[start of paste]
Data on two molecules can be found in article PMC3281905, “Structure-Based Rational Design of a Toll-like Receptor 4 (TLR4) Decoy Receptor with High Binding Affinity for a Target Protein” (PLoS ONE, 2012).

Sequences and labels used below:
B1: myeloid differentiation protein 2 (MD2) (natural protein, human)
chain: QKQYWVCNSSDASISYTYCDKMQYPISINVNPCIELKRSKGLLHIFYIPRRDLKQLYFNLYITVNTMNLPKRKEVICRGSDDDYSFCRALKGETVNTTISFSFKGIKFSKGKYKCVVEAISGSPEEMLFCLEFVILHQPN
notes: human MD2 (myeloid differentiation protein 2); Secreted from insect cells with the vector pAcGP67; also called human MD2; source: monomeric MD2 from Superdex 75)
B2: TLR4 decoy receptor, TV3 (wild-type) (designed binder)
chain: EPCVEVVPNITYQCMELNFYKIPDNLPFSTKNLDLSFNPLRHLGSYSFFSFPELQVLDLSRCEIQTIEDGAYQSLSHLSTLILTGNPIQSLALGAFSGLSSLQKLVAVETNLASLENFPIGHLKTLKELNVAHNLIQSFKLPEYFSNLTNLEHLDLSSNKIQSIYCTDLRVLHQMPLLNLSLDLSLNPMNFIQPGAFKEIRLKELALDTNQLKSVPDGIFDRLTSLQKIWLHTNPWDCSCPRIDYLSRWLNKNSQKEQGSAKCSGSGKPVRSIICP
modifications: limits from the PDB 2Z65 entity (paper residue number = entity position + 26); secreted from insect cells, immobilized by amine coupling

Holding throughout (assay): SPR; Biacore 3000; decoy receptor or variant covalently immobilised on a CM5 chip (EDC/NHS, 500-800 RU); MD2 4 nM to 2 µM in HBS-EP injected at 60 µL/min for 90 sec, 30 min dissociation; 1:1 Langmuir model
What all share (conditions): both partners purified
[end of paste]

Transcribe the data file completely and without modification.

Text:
Data on two molecules can be found in article PMC3281905, “Structure-Based Rational Design of a Toll-like Receptor 4 (TLR4) Decoy Receptor with High Binding Affinity for a Target Protein” (PLoS ONE, 2012).

Sequences and labels used below:
B1: myeloid differentiation protein 2 (MD2) (natural protein, human)
chain: QKQYWVCNSSDASISYTYCDKMQYPISINVNPCIELKRSKGLLHIFYIPRRDLKQLYFNLYITVNTMNLPKRKEVICRGSDDDYSFCRALKGETVNTTISFSFKGIKFSKGKYKCVVEAISGSPEEMLFCLEFVILHQPN
notes: human MD2 (myeloid differentiation protein 2); Secreted from insect cells with the vector pAcGP67; also called human MD2; source: monomeric MD2 from Superdex 75)
B2: TLR4 decoy receptor, TV3 (wild-type) (designed binder)
chain: EPCVEVVPNITYQCMELNFYKIPDNLPFSTKNLDLSFNPLRHLGSYSFFSFPELQVLDLSRCEIQTIEDGAYQSLSHLSTLILTGNPIQSLALGAFSGLSSLQKLVAVETNLASLENFPIGHLKTLKELNVAHNLIQSFKLPEYFSNLTNLEHLDLSSNKIQSIYCTDLRVLHQMPLLNLSLDLSLNPMNFIQPGAFKEIRLKELALDTNQLKSVPDGIFDRLTSLQKIWLHTNPWDCSCPRIDYLSRWLNKNSQKEQGSAKCSGSGKPVRSIICP
modifications: limits from the PDB 2Z65 entity (paper residue number = entity position + 26); secreted from insect cells, immobilized by amine coupling

Holding throughout (assay): SPR; Biacore 3000; decoy receptor or variant covalently immobilised on a CM5 chip (EDC/NHS, 500-800 RU); MD2 4 nM to 2 µM in HBS-EP injected at 60 µL/min for 90 sec, 30 min dissociation; 1:1 Langmuir model
What all share (conditions): both partners purified